Bolsonaro gives deposition as part of an investigation into falsified Covid-19 records. Police allege that aides of the former president tampered with immunization data in the national health database to produce Covid vaccination certificates to meet entry requirements for other countries, including the US.

Read More: Bolsonaro Denies Wrongdoing After Police Raid in Covid Probe

Earlier in May, authorities raided Bolsonaro’s home in Brasilia as part of the probe. They also arrested Cid, who acted as Bolsonaro’s personal secretary during his four-year term. Bolsonaro is a vocal coronavirus skeptic and says he was never vaccinated.

“I didn’t take the vaccine, period. I never denied that,” Bolsonaro told reporters as he denied the allegations in May.

July 12, 2023: Plot to Record Moraes

Bolsonaro gives deposition as part of an investigation into an alleged plot to secretly record conversations of Moraes that could be used as a basis for overturning last year’s election. The supposed plan, which was never put into action, was first brought to public attention by Senator Marcos do Val, a Bolsonaro ally.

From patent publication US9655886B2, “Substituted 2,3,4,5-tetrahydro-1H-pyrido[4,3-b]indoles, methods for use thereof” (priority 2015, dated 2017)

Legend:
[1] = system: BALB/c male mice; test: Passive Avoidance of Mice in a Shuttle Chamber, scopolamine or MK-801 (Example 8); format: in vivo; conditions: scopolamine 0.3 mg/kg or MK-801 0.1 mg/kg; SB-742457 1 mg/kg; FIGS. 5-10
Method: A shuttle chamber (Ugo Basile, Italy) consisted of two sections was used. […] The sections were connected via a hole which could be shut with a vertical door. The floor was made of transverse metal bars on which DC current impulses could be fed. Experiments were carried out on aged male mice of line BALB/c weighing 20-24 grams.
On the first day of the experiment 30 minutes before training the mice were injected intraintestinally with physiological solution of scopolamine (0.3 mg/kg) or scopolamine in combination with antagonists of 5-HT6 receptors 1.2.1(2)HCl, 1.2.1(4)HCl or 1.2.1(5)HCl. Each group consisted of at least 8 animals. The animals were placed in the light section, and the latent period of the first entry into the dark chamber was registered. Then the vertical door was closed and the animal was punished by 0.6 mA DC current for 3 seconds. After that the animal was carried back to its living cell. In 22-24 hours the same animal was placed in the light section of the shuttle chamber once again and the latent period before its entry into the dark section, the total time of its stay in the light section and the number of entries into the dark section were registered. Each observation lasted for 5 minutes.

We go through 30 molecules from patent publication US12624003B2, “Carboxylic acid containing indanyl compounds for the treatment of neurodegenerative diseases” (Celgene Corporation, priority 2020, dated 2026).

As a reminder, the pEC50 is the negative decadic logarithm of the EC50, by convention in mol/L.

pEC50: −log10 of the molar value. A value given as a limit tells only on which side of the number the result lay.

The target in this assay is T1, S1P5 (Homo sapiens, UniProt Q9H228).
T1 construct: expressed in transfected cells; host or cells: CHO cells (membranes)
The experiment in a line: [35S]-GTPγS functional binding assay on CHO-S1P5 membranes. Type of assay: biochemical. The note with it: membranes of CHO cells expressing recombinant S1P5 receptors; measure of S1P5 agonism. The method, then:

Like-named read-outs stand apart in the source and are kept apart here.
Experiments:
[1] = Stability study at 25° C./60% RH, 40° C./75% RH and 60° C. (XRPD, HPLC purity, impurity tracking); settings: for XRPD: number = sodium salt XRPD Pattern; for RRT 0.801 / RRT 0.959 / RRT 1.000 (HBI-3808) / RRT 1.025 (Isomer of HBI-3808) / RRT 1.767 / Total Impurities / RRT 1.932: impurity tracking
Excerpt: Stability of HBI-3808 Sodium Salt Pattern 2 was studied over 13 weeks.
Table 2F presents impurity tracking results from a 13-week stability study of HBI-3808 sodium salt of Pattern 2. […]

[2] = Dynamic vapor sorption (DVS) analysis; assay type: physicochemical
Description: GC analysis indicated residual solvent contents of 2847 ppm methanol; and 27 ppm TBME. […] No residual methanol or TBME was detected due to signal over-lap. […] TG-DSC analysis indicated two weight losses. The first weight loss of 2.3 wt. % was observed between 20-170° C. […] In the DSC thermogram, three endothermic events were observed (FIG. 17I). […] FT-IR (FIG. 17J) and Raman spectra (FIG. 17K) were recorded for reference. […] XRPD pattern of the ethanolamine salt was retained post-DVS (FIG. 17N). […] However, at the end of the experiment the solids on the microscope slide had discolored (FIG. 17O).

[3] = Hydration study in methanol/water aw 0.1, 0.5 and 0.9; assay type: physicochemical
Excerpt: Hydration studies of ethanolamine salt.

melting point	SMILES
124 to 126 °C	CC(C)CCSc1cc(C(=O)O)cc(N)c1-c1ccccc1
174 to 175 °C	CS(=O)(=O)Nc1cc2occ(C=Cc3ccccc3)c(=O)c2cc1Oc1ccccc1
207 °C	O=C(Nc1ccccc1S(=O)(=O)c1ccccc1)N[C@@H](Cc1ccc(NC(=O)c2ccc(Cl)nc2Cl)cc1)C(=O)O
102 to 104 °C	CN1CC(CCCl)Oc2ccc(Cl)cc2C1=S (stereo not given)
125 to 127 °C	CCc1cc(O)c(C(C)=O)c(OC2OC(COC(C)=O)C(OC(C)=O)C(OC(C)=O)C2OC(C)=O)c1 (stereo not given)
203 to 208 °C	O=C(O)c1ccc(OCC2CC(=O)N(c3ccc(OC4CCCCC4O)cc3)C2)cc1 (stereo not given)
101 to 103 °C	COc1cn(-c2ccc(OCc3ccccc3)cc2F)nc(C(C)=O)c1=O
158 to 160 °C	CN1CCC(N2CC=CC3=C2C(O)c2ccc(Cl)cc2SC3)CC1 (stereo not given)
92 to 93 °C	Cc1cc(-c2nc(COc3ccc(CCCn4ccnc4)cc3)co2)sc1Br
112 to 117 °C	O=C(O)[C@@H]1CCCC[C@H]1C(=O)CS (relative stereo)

Federal police raided do Val’s homes and senate office in June. According to the senator, he, Bolsonaro and a former congressman discussed recording Moraes, who also heads Brazil’s electoral authority, in an effort to find evidence of a bias toward Lula that would cast doubt on the result.

Ahead of the vote, Moraes regularly clashed with Bolsonaro over his spreading of debunked claims about the safety of the voting system. Bolsonaro has denied that there was any plan to monitor the judge.

Aug. 17, 2023: Bank Records Shared

Moraes authorizes federal police to access the bank and tax records of Bolsonaro and his wife as part of an ongoing investigation into the suspected sale of jewelry the couple received as gifts from Saudi Arabia, according to local media.

Police made the request the week prior after executing search warrants at the homes of several people purportedly involved in a plot to sell luxury watches abroad and kick money back to Bolsonaro, including a four-star general who is the father of Cid, the former aide.

--With assistance from Beatriz Reis.